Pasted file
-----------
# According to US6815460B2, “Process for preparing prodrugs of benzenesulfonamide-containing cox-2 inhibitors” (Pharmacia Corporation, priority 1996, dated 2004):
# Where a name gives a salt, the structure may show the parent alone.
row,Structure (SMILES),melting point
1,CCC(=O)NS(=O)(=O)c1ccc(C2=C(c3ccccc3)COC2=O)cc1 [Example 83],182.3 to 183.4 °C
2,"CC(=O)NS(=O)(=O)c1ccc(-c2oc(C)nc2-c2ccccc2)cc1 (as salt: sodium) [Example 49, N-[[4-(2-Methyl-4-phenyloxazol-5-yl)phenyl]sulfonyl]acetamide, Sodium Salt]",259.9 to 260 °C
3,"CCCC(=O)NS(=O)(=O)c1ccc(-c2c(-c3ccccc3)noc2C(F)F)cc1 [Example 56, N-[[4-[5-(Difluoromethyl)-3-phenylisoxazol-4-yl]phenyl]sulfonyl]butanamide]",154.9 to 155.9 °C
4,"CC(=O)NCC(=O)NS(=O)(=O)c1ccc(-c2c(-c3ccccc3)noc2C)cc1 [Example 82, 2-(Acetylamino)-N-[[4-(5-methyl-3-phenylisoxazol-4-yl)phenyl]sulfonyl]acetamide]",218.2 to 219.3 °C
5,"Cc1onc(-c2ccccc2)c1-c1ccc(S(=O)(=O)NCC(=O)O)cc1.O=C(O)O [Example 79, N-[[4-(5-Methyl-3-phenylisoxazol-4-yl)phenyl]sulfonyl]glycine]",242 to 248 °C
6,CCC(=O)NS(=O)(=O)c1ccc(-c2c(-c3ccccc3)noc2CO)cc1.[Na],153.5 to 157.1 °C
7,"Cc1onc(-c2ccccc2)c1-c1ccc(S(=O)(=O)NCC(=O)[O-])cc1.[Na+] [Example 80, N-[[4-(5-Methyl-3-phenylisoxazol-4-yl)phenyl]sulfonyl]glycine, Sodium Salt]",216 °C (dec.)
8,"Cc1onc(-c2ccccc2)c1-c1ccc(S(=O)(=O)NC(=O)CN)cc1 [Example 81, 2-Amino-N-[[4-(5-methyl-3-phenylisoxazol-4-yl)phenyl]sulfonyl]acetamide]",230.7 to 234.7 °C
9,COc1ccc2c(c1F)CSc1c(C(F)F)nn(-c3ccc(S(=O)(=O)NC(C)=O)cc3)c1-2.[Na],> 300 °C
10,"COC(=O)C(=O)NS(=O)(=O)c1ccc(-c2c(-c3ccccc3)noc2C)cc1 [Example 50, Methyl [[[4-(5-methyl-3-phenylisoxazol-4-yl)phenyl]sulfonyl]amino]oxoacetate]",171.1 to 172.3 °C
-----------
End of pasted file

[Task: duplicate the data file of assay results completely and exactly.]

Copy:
# According to US6815460B2, “Process for preparing prodrugs of benzenesulfonamide-containing cox-2 inhibitors” (Pharmacia Corporation, priority 1996, dated 2004):
# Where a name gives a salt, the structure may show the parent alone.
row,Structure (SMILES),melting point
1,CCC(=O)NS(=O)(=O)c1ccc(C2=C(c3ccccc3)COC2=O)cc1 [Example 83],182.3 to 183.4 °C
2,"CC(=O)NS(=O)(=O)c1ccc(-c2oc(C)nc2-c2ccccc2)cc1 (as salt: sodium) [Example 49, N-[[4-(2-Methyl-4-phenyloxazol-5-yl)phenyl]sulfonyl]acetamide, Sodium Salt]",259.9 to 260 °C
3,"CCCC(=O)NS(=O)(=O)c1ccc(-c2c(-c3ccccc3)noc2C(F)F)cc1 [Example 56, N-[[4-[5-(Difluoromethyl)-3-phenylisoxazol-4-yl]phenyl]sulfonyl]butanamide]",154.9 to 155.9 °C
4,"CC(=O)NCC(=O)NS(=O)(=O)c1ccc(-c2c(-c3ccccc3)noc2C)cc1 [Example 82, 2-(Acetylamino)-N-[[4-(5-methyl-3-phenylisoxazol-4-yl)phenyl]sulfonyl]acetamide]",218.2 to 219.3 °C
5,"Cc1onc(-c2ccccc2)c1-c1ccc(S(=O)(=O)NCC(=O)O)cc1.O=C(O)O [Example 79, N-[[4-(5-Methyl-3-phenylisoxazol-4-yl)phenyl]sulfonyl]glycine]",242 to 248 °C
6,CCC(=O)NS(=O)(=O)c1ccc(-c2c(-c3ccccc3)noc2CO)cc1.[Na],153.5 to 157.1 °C
7,"Cc1onc(-c2ccccc2)c1-c1ccc(S(=O)(=O)NCC(=O)[O-])cc1.[Na+] [Example 80, N-[[4-(5-Methyl-3-phenylisoxazol-4-yl)phenyl]sulfonyl]glycine, Sodium Salt]",216 °C (dec.)
8,"Cc1onc(-c2ccccc2)c1-c1ccc(S(=O)(=O)NC(=O)CN)cc1 [Example 81, 2-Amino-N-[[4-(5-methyl-3-phenylisoxazol-4-yl)phenyl]sulfonyl]acetamide]",230.7 to 234.7 °C
9,COc1ccc2c(c1F)CSc1c(C(F)F)nn(-c3ccc(S(=O)(=O)NC(C)=O)cc3)c1-2.[Na],> 300 °C
10,"COC(=O)C(=O)NS(=O)(=O)c1ccc(-c2c(-c3ccccc3)noc2C)cc1 [Example 50, Methyl [[[4-(5-methyl-3-phenylisoxazol-4-yl)phenyl]sulfonyl]amino]oxoacetate]",171.1 to 172.3 °C